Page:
How to Publish a Book

24Aug - by D.L. Lang - 0 - In

Publish A Book

Advice on learning how to write

  1. I am musician without an instrument. My influences are songwriters. Songs use rhyming and rhythm patterns. Study them. If you can memorize a song, you can memorize a poem.
  2. Learn the rules of grammar. Learn forms. Break the rules.
  3. Learn new words. Make up new words. Learn multiple languages.
  4. Read a lot. It doesn’t have to be poetry. Read magazines, comic books, nonfiction, fiction, research history, and read the news.
  5. Find what you love to talk about and read about and then write about it.

How I personally compile poetry for a book

  1. I have an iPod and an iPad. I dictate my poetry into the notes app on iOS.
  2. I have my notes synced to my gmail account, so it will automatically be backed up. Gmail syncs when you check your email. This ensures that if you accidentally delete the note, unlike iCloud, there is a copy in your All Mail folder.
  3. I then copy everything into a word .doc, slowly compiling over several months. In the past I have just compiled in a .txt file but that makes formatting more of chore. It is far easier to format as you go.
  4. I also have Dragon Dictation to reduce repetitive keying.
  5. For easy access while performing on a stage, I sync all of my books to the File Manager Pro app. Every document has a clickable TOC, so I can be most efficient in finding a poem.
  6. Depending on whether I am going for a paperback or an ebook, the instructions are slightly different. They are below.

General Publishing Advice

  1. Read your work over and over and over again–out loud, to your self, to a friend, to an audience.
  2. Spell check. Spell check. Spell check.
  3. If you are not strong in spelling and grammar, have other people read your work before you publish, and again after you publish.
  4. Listen to people who have constructive criticism, but ignore those who flatly put you down.
  5. Above all listen to your heart.
  6. Keep tweaking. And tweak some more. But don’t tweak yourself out of a meaningful poem!
  7. While there is no such thing as a perfectly edited book, too many errors can throw the concentration of your reader off, so do your best to minimize formatting inconsistencies as well as unintentional misspellings. (We’re poets, not perfectionists, and breaking the rules should be an artform, not the norm.)
  8. Write as many poems as you can, and only select the best ones for your book.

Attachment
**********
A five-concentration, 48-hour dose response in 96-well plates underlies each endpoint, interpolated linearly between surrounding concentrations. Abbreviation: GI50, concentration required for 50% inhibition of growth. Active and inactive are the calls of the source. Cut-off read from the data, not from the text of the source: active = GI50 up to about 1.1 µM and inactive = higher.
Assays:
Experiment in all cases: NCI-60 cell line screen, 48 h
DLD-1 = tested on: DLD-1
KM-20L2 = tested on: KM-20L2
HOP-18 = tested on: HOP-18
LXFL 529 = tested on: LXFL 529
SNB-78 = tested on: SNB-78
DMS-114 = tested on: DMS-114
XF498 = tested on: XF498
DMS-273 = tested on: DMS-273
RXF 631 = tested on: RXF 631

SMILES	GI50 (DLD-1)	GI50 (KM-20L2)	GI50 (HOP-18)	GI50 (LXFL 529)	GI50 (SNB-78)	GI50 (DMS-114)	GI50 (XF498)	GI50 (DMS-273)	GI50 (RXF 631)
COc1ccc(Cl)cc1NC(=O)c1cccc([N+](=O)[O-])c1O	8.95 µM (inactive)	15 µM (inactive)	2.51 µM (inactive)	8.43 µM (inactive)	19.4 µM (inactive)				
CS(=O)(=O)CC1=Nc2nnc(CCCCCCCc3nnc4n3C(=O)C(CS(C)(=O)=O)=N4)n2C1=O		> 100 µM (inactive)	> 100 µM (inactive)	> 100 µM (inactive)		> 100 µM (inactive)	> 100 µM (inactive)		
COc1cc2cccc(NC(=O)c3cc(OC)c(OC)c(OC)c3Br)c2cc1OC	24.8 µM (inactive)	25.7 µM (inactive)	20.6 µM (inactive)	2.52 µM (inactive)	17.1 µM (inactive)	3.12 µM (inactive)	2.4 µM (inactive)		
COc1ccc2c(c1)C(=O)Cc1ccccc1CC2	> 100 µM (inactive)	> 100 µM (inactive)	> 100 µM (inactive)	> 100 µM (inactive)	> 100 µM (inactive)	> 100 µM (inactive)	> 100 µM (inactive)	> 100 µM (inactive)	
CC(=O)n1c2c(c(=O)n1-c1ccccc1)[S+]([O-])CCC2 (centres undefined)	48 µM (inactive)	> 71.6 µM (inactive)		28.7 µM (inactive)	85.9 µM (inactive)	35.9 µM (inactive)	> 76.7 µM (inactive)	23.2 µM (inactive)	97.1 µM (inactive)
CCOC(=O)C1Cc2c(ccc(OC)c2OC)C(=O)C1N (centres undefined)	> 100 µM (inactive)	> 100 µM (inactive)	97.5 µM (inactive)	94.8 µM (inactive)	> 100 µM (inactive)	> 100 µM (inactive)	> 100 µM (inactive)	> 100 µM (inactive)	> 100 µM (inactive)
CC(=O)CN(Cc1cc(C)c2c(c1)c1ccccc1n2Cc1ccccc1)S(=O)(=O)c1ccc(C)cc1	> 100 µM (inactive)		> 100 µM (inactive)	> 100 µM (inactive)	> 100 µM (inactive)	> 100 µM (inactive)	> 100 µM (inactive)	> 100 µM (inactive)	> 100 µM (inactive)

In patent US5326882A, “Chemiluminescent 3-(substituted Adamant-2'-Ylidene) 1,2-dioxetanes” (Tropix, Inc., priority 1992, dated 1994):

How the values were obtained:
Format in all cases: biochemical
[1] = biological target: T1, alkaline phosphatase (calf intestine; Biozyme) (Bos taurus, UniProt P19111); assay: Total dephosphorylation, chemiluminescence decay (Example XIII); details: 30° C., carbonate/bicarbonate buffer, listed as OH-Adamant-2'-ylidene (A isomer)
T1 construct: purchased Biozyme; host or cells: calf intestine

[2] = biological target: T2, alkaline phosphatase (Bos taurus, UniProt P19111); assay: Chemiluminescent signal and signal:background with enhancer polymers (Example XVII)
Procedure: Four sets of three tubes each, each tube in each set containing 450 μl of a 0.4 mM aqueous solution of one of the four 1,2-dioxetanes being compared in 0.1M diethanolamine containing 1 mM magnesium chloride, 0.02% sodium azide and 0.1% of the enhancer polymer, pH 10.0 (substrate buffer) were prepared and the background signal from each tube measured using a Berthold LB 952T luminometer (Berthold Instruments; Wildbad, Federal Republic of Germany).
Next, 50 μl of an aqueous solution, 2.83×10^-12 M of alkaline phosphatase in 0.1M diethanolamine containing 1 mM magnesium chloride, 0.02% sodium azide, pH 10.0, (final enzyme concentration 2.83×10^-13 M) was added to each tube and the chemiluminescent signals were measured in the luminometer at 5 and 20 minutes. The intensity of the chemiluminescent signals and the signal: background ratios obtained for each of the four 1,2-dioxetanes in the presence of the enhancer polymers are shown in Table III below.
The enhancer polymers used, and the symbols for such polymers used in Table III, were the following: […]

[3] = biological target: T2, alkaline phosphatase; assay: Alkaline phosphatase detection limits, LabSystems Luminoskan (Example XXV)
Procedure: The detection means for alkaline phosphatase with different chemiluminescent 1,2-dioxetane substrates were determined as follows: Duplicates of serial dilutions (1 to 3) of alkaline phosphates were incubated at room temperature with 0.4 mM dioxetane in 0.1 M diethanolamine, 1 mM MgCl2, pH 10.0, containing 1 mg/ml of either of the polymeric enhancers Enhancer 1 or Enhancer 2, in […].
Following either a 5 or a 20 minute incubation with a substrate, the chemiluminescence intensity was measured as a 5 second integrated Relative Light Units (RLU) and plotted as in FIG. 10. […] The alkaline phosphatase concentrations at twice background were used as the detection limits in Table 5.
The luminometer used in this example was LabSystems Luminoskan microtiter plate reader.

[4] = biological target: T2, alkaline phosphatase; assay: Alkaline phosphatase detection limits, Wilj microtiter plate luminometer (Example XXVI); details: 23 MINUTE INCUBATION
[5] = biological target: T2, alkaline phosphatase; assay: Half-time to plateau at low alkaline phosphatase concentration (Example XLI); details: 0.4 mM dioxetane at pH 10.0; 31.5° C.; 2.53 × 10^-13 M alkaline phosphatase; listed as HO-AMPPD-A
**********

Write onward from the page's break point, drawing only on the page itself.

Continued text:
9. Put as many poems as possible in your book, but again, only the best.
  10. Put your favorite poems at the beginning of your book so your free sample goes beyond anyone’s imagination.
  11. Make it worth your reader’s time and money by producing the best book possible. Do not let perfectionism keep you from publishing, however.
  12. Use Google and YouTube to find specific technical advice. Use quotes around your search phrase for best results.
  13. Learn the rules, so that you can break them in a smart way. Break the rules too often and you may be mistaken for a bad writer.
  14. There are no bad writers, only inexperienced ones. Grammar, spelling, and punctuation count, but don’t let them be the bane of your existence! Poetry is more about the soulful message you intend than conforming to form.


I’m personally not happy with the default ebook that Createspace puts out, as they don’t have a proper TOC.

  1. Save a new copy of your word .doc of your manuscript and then do the following.
  2. With the Tables and Index tool, edit the TOC to be without page numbers and have the hyperlinks box checked. Have both Heading 1 and 2 included. Here is a video explaining what it looks like on the Word screen:
  3. Remove the page numbers from your footer since Kindle doesn’t have proper pages depending on the reader’s ereader settings.
  4. I made all of my poems Heading 2 and any section titles Heading 1. This can easily be changed by selecting one of your titles and right clicking “Select Text with similar formatting” and then change the style to Heading 2 instead of 1.
  5. Doing this may change your paragraph settings, so if you are using “Page Break Before” you might need to recheck that by right clicking and selecting the Paragraph option while all of those titles are selected.
  6. Right click on your TOC and click (Update Field)
  7. Then just follow the instructions and upload the .doc at